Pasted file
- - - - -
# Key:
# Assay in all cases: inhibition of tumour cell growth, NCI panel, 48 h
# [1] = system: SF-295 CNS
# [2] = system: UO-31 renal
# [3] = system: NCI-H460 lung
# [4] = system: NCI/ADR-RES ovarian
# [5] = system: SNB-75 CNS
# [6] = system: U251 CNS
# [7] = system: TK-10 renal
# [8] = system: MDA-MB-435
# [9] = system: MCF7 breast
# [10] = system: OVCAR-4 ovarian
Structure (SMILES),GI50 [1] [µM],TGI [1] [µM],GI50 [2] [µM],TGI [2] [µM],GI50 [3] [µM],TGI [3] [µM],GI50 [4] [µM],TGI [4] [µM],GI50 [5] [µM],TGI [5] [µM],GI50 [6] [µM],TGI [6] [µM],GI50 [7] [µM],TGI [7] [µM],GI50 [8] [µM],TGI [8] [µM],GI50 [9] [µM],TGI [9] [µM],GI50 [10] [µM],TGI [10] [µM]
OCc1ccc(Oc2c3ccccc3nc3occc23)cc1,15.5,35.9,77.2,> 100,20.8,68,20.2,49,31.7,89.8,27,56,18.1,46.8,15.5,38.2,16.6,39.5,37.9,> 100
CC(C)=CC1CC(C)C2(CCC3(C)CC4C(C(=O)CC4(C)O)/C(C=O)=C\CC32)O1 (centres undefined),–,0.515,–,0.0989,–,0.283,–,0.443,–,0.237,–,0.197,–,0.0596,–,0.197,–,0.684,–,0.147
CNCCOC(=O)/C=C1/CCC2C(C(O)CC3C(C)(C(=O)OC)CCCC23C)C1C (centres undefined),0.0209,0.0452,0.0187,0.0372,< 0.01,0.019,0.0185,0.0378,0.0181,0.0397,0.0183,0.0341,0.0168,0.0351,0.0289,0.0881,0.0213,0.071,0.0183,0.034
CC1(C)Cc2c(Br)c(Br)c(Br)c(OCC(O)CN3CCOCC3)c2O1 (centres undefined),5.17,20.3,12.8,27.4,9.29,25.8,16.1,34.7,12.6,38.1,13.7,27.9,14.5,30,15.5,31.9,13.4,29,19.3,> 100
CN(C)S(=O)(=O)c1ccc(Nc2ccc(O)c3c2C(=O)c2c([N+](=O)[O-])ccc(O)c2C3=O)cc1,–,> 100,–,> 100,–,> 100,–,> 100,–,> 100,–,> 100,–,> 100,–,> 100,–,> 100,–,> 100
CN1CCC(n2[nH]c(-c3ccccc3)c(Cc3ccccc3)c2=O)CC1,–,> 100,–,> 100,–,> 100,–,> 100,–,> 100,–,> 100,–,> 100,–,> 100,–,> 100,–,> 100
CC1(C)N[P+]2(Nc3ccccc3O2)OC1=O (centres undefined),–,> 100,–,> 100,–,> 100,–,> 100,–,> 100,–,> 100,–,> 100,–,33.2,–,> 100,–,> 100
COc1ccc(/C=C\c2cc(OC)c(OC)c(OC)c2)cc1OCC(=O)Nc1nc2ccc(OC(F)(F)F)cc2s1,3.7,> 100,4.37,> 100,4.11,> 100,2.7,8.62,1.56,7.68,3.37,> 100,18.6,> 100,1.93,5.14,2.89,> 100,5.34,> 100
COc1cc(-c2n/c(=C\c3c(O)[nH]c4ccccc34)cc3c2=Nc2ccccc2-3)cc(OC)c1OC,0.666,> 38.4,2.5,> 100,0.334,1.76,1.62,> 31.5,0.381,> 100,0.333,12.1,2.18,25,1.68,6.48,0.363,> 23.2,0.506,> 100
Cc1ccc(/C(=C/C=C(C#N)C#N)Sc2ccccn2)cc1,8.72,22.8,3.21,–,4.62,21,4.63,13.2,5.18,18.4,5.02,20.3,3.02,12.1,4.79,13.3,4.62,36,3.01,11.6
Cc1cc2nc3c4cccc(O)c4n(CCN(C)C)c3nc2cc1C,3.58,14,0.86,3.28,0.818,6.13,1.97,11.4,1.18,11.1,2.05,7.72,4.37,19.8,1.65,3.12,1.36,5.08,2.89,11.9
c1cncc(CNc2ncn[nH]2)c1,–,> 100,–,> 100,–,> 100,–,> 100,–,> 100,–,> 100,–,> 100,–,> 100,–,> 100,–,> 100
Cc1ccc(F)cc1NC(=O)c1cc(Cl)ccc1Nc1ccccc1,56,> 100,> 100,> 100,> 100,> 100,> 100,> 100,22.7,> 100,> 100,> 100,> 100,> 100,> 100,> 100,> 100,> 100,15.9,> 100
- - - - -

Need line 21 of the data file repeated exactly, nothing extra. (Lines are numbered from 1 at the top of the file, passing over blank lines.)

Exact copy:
COc1ccc(/C=C\c2cc(OC)c(OC)c(OC)c2)cc1OCC(=O)Nc1nc2ccc(OC(F)(F)F)cc2s1,3.7,> 100,4.37,> 100,4.11,> 100,2.7,8.62,1.56,7.68,3.37,> 100,18.6,> 100,1.93,5.14,2.89,> 100,5.34,> 100